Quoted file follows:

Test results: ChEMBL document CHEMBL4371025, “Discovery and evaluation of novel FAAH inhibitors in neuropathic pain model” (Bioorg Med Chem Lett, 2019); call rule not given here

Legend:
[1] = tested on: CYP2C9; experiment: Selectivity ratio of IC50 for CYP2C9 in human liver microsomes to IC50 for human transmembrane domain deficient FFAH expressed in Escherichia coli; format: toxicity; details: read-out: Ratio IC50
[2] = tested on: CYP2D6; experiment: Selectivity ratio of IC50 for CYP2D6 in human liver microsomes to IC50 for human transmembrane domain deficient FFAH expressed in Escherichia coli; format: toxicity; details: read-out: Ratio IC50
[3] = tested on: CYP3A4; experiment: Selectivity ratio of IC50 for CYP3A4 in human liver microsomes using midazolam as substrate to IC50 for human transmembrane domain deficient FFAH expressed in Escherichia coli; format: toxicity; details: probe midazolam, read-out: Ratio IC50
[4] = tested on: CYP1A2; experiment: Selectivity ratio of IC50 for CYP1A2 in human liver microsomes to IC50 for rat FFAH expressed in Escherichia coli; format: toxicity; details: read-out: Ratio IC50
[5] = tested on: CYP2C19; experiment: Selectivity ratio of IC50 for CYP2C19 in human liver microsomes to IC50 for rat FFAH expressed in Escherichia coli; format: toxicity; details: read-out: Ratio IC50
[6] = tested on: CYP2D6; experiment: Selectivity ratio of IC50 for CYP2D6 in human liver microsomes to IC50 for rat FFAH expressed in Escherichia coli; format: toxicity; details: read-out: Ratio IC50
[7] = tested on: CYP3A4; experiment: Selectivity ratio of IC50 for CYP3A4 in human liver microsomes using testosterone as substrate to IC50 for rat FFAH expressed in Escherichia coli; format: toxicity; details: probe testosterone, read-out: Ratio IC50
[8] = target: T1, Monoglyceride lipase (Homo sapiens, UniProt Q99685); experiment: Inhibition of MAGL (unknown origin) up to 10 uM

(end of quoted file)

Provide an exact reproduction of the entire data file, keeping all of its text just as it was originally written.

Test results: ChEMBL document CHEMBL4371025, “Discovery and evaluation of novel FAAH inhibitors in neuropathic pain model” (Bioorg Med Chem Lett, 2019); call rule not given here

Legend:
[1] = tested on: CYP2C9; experiment: Selectivity ratio of IC50 for CYP2C9 in human liver microsomes to IC50 for human transmembrane domain deficient FFAH expressed in Escherichia coli; format: toxicity; details: read-out: Ratio IC50
[2] = tested on: CYP2D6; experiment: Selectivity ratio of IC50 for CYP2D6 in human liver microsomes to IC50 for human transmembrane domain deficient FFAH expressed in Escherichia coli; format: toxicity; details: read-out: Ratio IC50
[3] = tested on: CYP3A4; experiment: Selectivity ratio of IC50 for CYP3A4 in human liver microsomes using midazolam as substrate to IC50 for human transmembrane domain deficient FFAH expressed in Escherichia coli; format: toxicity; details: probe midazolam, read-out: Ratio IC50
[4] = tested on: CYP1A2; experiment: Selectivity ratio of IC50 for CYP1A2 in human liver microsomes to IC50 for rat FFAH expressed in Escherichia coli; format: toxicity; details: read-out: Ratio IC50
[5] = tested on: CYP2C19; experiment: Selectivity ratio of IC50 for CYP2C19 in human liver microsomes to IC50 for rat FFAH expressed in Escherichia coli; format: toxicity; details: read-out: Ratio IC50
[6] = tested on: CYP2D6; experiment: Selectivity ratio of IC50 for CYP2D6 in human liver microsomes to IC50 for rat FFAH expressed in Escherichia coli; format: toxicity; details: read-out: Ratio IC50
[7] = tested on: CYP3A4; experiment: Selectivity ratio of IC50 for CYP3A4 in human liver microsomes using testosterone as substrate to IC50 for rat FFAH expressed in Escherichia coli; format: toxicity; details: probe testosterone, read-out: Ratio IC50
[8] = target: T1, Monoglyceride lipase (Homo sapiens, UniProt Q99685); experiment: Inhibition of MAGL (unknown origin) up to 10 uM